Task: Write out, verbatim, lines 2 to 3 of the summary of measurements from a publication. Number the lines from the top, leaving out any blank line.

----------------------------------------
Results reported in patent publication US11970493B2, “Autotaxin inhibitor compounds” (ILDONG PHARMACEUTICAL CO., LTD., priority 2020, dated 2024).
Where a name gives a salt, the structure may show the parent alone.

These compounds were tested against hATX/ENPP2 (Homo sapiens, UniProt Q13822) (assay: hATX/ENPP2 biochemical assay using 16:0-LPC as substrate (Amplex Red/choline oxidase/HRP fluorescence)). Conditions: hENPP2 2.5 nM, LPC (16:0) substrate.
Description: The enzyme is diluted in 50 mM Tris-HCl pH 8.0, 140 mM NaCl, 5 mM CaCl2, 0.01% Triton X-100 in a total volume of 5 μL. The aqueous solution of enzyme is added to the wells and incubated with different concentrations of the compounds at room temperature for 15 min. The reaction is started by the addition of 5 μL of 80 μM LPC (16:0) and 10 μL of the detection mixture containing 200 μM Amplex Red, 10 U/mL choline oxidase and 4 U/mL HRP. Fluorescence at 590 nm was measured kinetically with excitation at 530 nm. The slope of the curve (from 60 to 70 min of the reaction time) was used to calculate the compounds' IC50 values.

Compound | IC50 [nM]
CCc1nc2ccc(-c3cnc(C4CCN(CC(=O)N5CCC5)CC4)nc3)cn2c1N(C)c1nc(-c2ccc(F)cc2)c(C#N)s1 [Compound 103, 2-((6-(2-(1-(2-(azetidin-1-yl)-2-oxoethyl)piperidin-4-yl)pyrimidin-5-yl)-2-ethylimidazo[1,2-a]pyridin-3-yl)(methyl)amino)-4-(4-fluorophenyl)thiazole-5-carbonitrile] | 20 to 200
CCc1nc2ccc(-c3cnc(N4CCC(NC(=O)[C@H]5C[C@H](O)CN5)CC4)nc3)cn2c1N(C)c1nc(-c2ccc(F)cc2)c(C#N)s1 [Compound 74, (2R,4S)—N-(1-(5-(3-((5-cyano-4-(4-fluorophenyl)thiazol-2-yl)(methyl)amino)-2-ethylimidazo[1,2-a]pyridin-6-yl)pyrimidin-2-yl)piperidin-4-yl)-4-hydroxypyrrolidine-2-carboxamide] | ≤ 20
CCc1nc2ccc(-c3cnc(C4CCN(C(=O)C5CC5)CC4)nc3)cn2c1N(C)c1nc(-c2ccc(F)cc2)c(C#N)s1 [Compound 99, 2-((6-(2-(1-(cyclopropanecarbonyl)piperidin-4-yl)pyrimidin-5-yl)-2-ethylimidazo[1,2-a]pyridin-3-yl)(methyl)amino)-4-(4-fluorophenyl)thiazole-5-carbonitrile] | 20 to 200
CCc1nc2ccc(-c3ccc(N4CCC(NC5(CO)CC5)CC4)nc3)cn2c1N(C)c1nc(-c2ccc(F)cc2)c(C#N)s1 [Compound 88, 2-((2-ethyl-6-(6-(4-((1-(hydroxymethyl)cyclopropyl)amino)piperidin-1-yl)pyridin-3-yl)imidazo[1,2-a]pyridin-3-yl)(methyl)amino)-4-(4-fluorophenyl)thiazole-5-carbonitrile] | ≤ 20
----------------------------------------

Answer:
Where a name gives a salt, the structure may show the parent alone.

These compounds were tested against hATX/ENPP2 (Homo sapiens, UniProt Q13822) (assay: hATX/ENPP2 biochemical assay using 16:0-LPC as substrate (Amplex Red/choline oxidase/HRP fluorescence)). Conditions: hENPP2 2.5 nM, LPC (16:0) substrate.